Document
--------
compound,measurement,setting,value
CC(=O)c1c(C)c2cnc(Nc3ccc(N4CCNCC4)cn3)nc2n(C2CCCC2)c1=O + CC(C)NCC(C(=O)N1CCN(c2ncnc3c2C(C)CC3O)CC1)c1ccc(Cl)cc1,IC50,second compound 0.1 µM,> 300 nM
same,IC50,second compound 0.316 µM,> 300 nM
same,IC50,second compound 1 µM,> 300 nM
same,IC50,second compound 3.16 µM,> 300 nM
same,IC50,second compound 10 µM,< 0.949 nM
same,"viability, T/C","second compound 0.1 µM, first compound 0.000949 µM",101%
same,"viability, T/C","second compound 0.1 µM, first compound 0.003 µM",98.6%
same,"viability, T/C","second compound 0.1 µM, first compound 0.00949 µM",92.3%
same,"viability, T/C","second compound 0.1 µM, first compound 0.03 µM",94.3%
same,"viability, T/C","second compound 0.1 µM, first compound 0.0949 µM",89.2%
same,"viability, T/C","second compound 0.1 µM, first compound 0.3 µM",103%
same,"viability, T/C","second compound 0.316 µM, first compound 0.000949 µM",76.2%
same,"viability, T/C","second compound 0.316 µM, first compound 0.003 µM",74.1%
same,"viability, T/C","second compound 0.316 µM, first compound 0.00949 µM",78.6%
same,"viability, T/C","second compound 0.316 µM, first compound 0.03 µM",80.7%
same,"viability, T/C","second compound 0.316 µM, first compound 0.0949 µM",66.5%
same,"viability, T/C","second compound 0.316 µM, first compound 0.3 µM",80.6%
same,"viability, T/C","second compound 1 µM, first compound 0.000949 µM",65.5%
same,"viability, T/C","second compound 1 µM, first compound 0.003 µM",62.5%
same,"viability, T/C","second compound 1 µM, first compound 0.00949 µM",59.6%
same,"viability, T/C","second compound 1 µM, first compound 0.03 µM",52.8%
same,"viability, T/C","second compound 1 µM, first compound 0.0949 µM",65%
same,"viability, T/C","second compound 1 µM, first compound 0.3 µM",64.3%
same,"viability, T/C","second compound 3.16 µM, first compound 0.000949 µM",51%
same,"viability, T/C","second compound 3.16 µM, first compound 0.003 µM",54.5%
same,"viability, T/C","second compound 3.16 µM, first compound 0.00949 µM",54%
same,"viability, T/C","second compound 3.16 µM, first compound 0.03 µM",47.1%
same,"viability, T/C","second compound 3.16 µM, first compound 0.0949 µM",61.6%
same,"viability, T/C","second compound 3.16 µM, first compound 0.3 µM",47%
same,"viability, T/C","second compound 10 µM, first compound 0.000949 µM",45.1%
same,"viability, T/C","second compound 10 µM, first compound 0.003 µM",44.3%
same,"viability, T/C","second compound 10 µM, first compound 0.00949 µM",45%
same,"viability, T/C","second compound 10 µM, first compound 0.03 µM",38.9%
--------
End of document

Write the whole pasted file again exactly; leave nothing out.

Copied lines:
compound,measurement,setting,value
CC(=O)c1c(C)c2cnc(Nc3ccc(N4CCNCC4)cn3)nc2n(C2CCCC2)c1=O + CC(C)NCC(C(=O)N1CCN(c2ncnc3c2C(C)CC3O)CC1)c1ccc(Cl)cc1,IC50,second compound 0.1 µM,> 300 nM
same,IC50,second compound 0.316 µM,> 300 nM
same,IC50,second compound 1 µM,> 300 nM
same,IC50,second compound 3.16 µM,> 300 nM
same,IC50,second compound 10 µM,< 0.949 nM
same,"viability, T/C","second compound 0.1 µM, first compound 0.000949 µM",101%
same,"viability, T/C","second compound 0.1 µM, first compound 0.003 µM",98.6%
same,"viability, T/C","second compound 0.1 µM, first compound 0.00949 µM",92.3%
same,"viability, T/C","second compound 0.1 µM, first compound 0.03 µM",94.3%
same,"viability, T/C","second compound 0.1 µM, first compound 0.0949 µM",89.2%
same,"viability, T/C","second compound 0.1 µM, first compound 0.3 µM",103%
same,"viability, T/C","second compound 0.316 µM, first compound 0.000949 µM",76.2%
same,"viability, T/C","second compound 0.316 µM, first compound 0.003 µM",74.1%
same,"viability, T/C","second compound 0.316 µM, first compound 0.00949 µM",78.6%
same,"viability, T/C","second compound 0.316 µM, first compound 0.03 µM",80.7%
same,"viability, T/C","second compound 0.316 µM, first compound 0.0949 µM",66.5%
same,"viability, T/C","second compound 0.316 µM, first compound 0.3 µM",80.6%
same,"viability, T/C","second compound 1 µM, first compound 0.000949 µM",65.5%
same,"viability, T/C","second compound 1 µM, first compound 0.003 µM",62.5%
same,"viability, T/C","second compound 1 µM, first compound 0.00949 µM",59.6%
same,"viability, T/C","second compound 1 µM, first compound 0.03 µM",52.8%
same,"viability, T/C","second compound 1 µM, first compound 0.0949 µM",65%
same,"viability, T/C","second compound 1 µM, first compound 0.3 µM",64.3%
same,"viability, T/C","second compound 3.16 µM, first compound 0.000949 µM",51%
same,"viability, T/C","second compound 3.16 µM, first compound 0.003 µM",54.5%
same,"viability, T/C","second compound 3.16 µM, first compound 0.00949 µM",54%
same,"viability, T/C","second compound 3.16 µM, first compound 0.03 µM",47.1%
same,"viability, T/C","second compound 3.16 µM, first compound 0.0949 µM",61.6%
same,"viability, T/C","second compound 3.16 µM, first compound 0.3 µM",47%
same,"viability, T/C","second compound 10 µM, first compound 0.000949 µM",45.1%
same,"viability, T/C","second compound 10 µM, first compound 0.003 µM",44.3%
same,"viability, T/C","second compound 10 µM, first compound 0.00949 µM",45%
same,"viability, T/C","second compound 10 µM, first compound 0.03 µM",38.9%